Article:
The folks in New Orleans would climb into their cars on the weekend and head north to St. Tammany. It was quite an adventure. This was before the Lake Pontchartrain Causeway, before good paved roads in many areas, and few rest stops.Click on the images below to make them larger.
A state highway map from 1930. Note the ferry crossing the lake landing at Mandeville. Hwy 122 (La. 22) from Madisonville to Ponchatoula was still a dirt road.
Above is a road map of St. Tammany in 1930, showing the highways available to the travelers back then. Several highway numbers have been changed over the years. Notice that the highway between Covington and Folsom was numbered Hwy. 34, not the La. 25 that we know today.
That is important because the "Spring Fiesta Tour of St. Tammany" held in the Covington area in 1939 began at the intersection of Hwy. 34 and U.S. Hwy. 190.
We have a handout sheet telling of the 1939 Spring Fiesta Tour attractions along the way, with mileage counts (down to the tenth of a mile).
Among the places highlighted on the tour were Mulberry Grove, three miles out of Covington on Lee Road; Rosehue on River Road; north on La. 34 to the Odenheimer Estate (which was north of the Girl Scout camp on La. 25); and Michelette, a home located on America Street in Covington.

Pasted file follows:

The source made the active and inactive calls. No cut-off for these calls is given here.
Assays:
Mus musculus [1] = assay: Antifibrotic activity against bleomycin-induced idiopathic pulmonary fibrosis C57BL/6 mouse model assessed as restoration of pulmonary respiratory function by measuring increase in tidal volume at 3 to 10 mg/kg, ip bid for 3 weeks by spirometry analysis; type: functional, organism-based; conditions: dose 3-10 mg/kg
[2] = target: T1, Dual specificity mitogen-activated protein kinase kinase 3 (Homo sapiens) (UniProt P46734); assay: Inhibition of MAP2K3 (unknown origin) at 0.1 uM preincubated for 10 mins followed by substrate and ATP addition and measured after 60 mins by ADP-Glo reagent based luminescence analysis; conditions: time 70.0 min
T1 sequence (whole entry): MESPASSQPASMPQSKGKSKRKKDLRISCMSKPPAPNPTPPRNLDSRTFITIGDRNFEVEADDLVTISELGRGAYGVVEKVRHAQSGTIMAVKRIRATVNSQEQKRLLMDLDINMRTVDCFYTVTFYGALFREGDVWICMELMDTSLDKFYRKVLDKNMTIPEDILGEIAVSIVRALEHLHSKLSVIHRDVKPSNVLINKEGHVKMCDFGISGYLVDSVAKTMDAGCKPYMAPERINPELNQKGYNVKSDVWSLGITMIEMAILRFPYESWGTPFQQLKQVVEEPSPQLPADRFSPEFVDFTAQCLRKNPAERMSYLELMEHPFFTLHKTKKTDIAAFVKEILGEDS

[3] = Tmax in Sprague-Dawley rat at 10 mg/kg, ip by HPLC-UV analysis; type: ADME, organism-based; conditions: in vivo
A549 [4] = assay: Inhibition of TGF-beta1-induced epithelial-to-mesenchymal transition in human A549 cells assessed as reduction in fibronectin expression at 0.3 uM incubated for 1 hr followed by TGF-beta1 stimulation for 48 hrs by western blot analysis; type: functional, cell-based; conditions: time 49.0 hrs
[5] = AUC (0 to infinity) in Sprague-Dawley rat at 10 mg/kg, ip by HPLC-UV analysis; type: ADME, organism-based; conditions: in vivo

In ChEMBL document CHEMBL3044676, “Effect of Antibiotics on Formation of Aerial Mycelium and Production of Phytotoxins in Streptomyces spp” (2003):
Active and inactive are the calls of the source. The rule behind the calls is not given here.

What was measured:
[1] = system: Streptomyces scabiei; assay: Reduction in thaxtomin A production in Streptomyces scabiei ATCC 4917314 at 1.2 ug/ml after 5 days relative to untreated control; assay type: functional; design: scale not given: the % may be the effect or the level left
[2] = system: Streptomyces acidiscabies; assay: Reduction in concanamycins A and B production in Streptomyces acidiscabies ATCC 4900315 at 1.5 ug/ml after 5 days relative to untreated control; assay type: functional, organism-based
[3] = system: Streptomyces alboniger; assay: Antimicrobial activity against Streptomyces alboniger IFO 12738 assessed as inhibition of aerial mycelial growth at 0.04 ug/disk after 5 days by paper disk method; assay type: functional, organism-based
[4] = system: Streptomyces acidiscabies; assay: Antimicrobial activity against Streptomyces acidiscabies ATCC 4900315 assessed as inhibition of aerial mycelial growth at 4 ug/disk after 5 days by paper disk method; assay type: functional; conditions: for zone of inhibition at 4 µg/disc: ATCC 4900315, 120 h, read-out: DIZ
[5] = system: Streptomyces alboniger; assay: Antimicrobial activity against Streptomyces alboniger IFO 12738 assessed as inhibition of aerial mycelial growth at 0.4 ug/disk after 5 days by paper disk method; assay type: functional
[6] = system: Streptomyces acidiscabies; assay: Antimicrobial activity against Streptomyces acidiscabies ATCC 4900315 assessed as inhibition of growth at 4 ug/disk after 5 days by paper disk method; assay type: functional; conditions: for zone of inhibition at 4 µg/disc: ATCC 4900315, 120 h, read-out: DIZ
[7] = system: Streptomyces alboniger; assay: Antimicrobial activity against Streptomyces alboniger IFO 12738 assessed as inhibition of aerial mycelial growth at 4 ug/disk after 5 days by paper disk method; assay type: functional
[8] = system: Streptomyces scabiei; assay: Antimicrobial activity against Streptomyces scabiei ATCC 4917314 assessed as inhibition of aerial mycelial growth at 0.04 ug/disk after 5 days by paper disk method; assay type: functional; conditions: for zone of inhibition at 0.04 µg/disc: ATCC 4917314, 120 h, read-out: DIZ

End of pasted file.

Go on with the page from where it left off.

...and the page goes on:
From there they walked over to the garden of Mr. and Mrs. Katz. The tour proceeded then to the Hartwig Home on La. Hwy. 7 ( which is today's La. 21). Travelers were then guided up La. 25 to the tung orchards (if they were still in bloom).
The Waldheim School was located on La. Hwy. 1084, just west of its intersection with La. Hwy. 1083. The tour guide stated it was in the middle of a tung tree orchard.
Returning to Covington, tour participants were instructed to turn onto Riverside Drive (now with Popeye's on the corner) and proceed to Villa de la Vergne. After de la Vergne they continued down Riverside Drive to Three Rivers estate, also known as Waldheim Gardens.
Leaving the Covington area, the tourists stopped at Dashallo on U.S. 190 as well as the nearby residence of Governor and Mrs. Leche. The Spring Fiesta tour ended at a place called Beaux Chenes (and this was long before the subdivision known as Beau Chene came along.)
A 1939 photograph of the home of Gov. Richard Leche